Thursday, 12 February 2015

Is it fair to consider taxing electronic cigarettes?

The subject of taxation and electronic cigarettes will certainly become a hot topic in the months and years ahead as governments around the world look to replace lost tobacco tax income. When the industry was relatively obscure and governments around the world were raising enormous amounts of money through tobacco tax there seemed to be no concerns. However, with electronic cigarettes now eating into tobacco use right across the world it seems that the authorities are now looking to tax electronic cigarettes.

There are obviously a number of factors to take into consideration when looking at the potential taxing of electronic cigarettes which we will cover below.

Health issues

The issue of potential long-term health problems from electronic cigarette use is something which has been discussed by some politicians as if it is proven. The fact is that the vast majority of medical help trials so far have flagged no major long-term health issues and indeed they have given additional support to the sector going forward. We will only really know for certain that there are no major health issues going forward as longer-term trials come to fruition, but so far the feedback has been very positive.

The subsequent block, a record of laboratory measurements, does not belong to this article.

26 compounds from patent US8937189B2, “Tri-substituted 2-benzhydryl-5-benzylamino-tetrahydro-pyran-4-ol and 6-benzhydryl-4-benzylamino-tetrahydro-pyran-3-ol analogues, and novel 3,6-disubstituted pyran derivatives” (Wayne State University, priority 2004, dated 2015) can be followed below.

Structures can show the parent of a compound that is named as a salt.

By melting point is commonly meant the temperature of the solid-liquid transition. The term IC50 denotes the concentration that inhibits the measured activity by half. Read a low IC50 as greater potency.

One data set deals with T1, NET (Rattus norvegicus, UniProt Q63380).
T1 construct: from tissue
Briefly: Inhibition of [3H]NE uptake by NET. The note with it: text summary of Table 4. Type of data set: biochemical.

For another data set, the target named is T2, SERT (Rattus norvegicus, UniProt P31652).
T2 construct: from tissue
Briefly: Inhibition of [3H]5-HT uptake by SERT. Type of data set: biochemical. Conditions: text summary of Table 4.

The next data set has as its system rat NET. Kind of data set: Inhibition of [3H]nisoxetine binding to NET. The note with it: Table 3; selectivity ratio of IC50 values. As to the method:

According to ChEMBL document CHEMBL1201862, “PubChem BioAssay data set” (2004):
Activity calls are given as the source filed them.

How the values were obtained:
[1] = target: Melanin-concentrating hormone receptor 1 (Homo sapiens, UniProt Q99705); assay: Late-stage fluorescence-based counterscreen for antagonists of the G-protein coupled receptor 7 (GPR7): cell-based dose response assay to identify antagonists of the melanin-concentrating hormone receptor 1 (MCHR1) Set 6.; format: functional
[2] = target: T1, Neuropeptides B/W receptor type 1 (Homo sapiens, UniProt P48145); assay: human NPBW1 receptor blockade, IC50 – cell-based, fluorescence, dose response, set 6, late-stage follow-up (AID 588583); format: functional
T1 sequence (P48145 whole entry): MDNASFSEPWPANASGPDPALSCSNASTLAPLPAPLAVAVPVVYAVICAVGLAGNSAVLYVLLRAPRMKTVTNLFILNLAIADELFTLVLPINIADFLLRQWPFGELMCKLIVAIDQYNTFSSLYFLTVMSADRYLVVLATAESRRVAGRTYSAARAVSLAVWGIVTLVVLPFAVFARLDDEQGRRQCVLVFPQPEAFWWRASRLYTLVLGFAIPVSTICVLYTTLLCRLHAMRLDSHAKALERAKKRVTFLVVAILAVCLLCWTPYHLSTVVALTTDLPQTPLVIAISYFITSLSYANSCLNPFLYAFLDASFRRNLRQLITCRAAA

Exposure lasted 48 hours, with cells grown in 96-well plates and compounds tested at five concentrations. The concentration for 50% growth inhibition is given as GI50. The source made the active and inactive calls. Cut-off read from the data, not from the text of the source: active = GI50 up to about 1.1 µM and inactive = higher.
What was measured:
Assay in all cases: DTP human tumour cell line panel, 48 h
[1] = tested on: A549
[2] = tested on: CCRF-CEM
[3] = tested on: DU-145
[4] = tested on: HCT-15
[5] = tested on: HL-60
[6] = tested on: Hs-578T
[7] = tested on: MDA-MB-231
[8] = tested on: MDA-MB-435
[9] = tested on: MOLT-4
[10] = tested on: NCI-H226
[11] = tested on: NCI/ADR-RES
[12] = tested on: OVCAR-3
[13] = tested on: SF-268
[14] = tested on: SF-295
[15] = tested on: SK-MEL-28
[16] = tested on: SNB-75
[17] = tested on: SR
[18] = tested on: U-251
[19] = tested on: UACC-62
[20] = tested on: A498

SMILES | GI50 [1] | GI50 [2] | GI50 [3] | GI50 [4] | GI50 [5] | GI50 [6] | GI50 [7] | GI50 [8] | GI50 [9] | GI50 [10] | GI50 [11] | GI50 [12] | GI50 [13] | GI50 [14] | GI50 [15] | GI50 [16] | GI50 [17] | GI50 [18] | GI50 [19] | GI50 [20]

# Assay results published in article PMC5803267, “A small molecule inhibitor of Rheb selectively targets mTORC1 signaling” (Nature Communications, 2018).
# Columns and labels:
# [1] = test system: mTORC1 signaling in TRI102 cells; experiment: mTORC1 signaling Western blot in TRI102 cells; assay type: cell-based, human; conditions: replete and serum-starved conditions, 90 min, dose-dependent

On that basis it would seem unfair to tax electronic cigarettes as a means of recouping additional health costs when at this moment in time it is unclear whether there is an additional cost to government/society.


As we all know, there are very few products and services which we buy today which do not attract some form of additional taxation. Whether this is value-added tax or some other form of sales tax, it does seem as though governments around the world get more than their fair share from the consumer. So, is it fair to introduce a new tax on electronic cigarettes purely because many people seem to associate them and treat them the same as tobacco cigarettes?

While there is obviously an overlap between electronic cigarettes and tobacco cigarettes in the form of nicotine, this is where the similarity ends. The modern-day electronic cigarette consists of just a handful of ingredients while the modern-day tobacco cigarette is alleged to create in excess of 4000 potential toxins during smoking. So, on this basis it seems as though governments are looking to recoup future losses in tobacco tax revenue although whether it is fair to charge for electronic cigarettes is certainly a very hot topic. On the surface it seems to be unfair but when did this ever stop the politicians!


While there are many issues which need to be addressed in relation to long-term use of electronic cigarettes and vaping devices in general, the general opinion today is that they should be treated differently to their tobacco counterparts. However, governments and state authorities around the world seem to have very different ideas with a number of US states already looking to introduce their own specific electronic cigarette tax. Whether this is opportunism of the highest order or a valid and justified move, well, we will let you decide that……………

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